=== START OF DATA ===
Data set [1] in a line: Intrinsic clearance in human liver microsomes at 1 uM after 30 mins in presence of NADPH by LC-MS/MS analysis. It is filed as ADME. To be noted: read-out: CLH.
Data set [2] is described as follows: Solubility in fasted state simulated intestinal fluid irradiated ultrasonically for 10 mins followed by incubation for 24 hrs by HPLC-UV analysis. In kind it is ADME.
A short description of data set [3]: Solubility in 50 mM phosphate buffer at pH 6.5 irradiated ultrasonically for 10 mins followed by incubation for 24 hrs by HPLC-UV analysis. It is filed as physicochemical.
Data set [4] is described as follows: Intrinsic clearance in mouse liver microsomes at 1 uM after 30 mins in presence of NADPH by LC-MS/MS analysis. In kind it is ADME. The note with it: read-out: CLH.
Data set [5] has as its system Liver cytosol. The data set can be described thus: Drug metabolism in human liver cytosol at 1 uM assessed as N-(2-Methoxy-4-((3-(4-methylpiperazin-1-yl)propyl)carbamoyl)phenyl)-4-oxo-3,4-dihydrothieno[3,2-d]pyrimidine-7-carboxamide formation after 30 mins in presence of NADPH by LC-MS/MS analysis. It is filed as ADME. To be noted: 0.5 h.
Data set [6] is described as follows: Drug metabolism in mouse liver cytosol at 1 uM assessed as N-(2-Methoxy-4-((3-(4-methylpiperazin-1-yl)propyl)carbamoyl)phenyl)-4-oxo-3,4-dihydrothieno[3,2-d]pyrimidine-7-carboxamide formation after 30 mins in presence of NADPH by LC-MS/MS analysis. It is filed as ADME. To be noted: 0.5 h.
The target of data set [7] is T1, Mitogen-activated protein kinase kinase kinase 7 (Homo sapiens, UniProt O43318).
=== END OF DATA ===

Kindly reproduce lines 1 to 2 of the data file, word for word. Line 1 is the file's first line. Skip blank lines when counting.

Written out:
Data set [1] in a line: Intrinsic clearance in human liver microsomes at 1 uM after 30 mins in presence of NADPH by LC-MS/MS analysis. It is filed as ADME. To be noted: read-out: CLH.
Data set [2] is described as follows: Solubility in fasted state simulated intestinal fluid irradiated ultrasonically for 10 mins followed by incubation for 24 hrs by HPLC-UV analysis. In kind it is ADME.